BOSTON, Mass.—Starting in April, communities across Massachusetts will be able to apply for a grant from the Planning Assistance Towards Housing (PATH) organization, a state group, to improve housing accessibility. To qualify for one of the $600,000 grants, the community must demonstrate how the money will be used to contribute to housing production. An application form and guidelines will be available online this spring.
PATH is replacing the Priority Development Fund (PDF) as an organization under the Department of Housing and Community Development. Funding from the PDF led to the creation of “smart growth districts” in the state, a precursor of sorts to the newly announced grant program.
The Smart Growth Zoning and Housing Production Act, also known as 40R, offer financial incentives for areas that zone a Smart Growth Overlay District. Since 2004, 27 cities and towns have created districts, with 9,780 housing units already approved by zoning commissions. To be eligible, these areas are required to be within a half mile of a transit station, include an area of concentrated development, or simply be dubbed “highly suitable.” Many of the locations are labeled highly suitable, which could refer to existing underutilized facilities, access to transportation, or current infrastructure, among other factors. Several projects are well underway, and towns such as Haverhill and North Reading have already completed zones.
Bill Pillsbury, economic development and planning director for the town of Haverhill, said he is satisfied with the new smart growth district in Haverhill’s downtown area, saying all of the units are filled. He is confident that the need for affordable housing will decrease due to the addition of the mixed-income smart growth plan.
“It was a huge project done in an expedited fashion but it’s still a quality product and the units were absorbed right away,” Pillsbury said.
The smart growth overlay district in North Reading has also been a success, according to planning administrator Danielle McKnight.
“The Edgewood Apartments have a total of 406 units, 102 of which are affordable. Construction is complete as of July 2013, the occupancy rate for the complex was 96 percent,” McKnight said in an email.
A smart growth district is in the works on Olmsted Green in Mattapan. In 2004, Lena Park and the New Boston Fund LLC joined together to form Lena New Boston, the organization at the core of the development in Mattapan.
The Olmsted Green project is on the site of the former state hospital, which was decommissioned in the early 1980s. Lena New Boston put together a community outreach group when it was formed to gauge the needs of residents before determining how to use the site. Workforce and affordable housing were determined to be the most effective ways to improve economic development in the Roxbury/Dorchester/Mattapan region of Boston.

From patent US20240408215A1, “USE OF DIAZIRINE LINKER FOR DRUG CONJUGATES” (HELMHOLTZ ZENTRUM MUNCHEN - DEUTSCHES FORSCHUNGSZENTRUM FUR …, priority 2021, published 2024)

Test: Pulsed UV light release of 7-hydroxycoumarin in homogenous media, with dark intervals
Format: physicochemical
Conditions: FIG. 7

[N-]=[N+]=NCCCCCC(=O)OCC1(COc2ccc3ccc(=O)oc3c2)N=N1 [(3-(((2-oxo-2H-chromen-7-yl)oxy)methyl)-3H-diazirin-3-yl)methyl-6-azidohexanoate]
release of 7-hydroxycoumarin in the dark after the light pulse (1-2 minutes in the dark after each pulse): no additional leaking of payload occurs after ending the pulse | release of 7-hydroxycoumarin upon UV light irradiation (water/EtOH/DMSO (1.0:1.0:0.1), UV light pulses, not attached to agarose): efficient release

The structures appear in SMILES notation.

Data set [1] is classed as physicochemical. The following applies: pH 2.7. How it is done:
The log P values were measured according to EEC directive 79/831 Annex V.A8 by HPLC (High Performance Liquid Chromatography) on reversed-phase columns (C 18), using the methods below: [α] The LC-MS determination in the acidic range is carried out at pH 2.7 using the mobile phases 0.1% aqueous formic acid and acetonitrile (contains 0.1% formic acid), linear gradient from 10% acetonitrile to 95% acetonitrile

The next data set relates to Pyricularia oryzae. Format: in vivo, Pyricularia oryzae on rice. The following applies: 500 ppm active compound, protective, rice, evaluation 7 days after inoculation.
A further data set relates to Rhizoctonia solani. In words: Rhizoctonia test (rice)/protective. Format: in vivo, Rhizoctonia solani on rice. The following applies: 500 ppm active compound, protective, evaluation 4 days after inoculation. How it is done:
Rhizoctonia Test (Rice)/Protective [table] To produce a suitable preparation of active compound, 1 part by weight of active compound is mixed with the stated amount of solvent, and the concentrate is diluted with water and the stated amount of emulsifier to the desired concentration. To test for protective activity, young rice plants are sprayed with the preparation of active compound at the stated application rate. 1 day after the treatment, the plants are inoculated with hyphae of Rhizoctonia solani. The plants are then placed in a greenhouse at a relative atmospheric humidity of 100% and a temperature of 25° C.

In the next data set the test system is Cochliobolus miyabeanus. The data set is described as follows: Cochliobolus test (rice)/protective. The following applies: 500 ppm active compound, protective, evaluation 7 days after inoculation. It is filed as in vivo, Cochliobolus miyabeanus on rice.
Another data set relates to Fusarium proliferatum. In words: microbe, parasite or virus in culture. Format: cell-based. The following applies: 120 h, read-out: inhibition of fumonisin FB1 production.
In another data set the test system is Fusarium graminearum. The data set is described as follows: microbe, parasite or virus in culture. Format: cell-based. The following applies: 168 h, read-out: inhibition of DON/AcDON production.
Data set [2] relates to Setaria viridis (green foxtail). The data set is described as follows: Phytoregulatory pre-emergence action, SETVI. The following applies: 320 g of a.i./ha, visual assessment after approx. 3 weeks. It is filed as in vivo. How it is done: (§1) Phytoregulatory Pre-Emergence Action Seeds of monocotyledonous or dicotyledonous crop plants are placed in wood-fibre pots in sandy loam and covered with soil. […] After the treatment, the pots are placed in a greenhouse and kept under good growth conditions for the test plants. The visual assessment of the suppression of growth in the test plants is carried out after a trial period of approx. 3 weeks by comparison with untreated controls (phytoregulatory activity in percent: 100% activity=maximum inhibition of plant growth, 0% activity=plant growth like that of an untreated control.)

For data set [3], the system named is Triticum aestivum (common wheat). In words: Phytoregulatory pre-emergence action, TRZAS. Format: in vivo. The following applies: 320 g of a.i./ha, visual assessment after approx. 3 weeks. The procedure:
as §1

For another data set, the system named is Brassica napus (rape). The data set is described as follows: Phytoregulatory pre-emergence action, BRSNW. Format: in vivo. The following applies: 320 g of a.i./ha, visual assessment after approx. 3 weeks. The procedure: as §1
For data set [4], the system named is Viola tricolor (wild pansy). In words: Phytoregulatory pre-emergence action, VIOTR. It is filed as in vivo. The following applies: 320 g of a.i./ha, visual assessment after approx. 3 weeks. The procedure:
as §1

Kirk Sykes, president of the Urban Strategy America Fund, L.P. at the A New Boston Real Estate Fund, said this effort is unique because of the level of inclusion. 59 percent of the people working on the project are women and/or minorities, according to Sykes.
“The best way to engaged the local community is their participation in construction, resulting in the project having some of the highest inclusion numbers of minority and women workers,” said Sykes.
Karleen Porcena, operations manager for the Mattapan ABCD Family Service Center, often works with residents who are looking for advice on how to apply for affordable housing and be put on the waiting list.
“The Boston Housing Developments that are here [in Mattapan] are definitely for the lower bracket, as far as income is concerned, and I know there’s always a crazy waiting list so there’s definitely a need,” said Porcena, regarding the current availability of affordable housing.
“We need affordable homes, not just subsidies for renters, so people can become homeowners, which is just as important,” she added.
Porcena is also the lead organizer for Mattapan United, a community group that meets monthly at the ABCD Family Service Center. Mattapan United bases its goals on the interests of the community. They speak with residents and other stakeholders to identify strengths and weaknesses before determining seven action areas. One of those areas was housing, which Porcena felt needed more public discussion.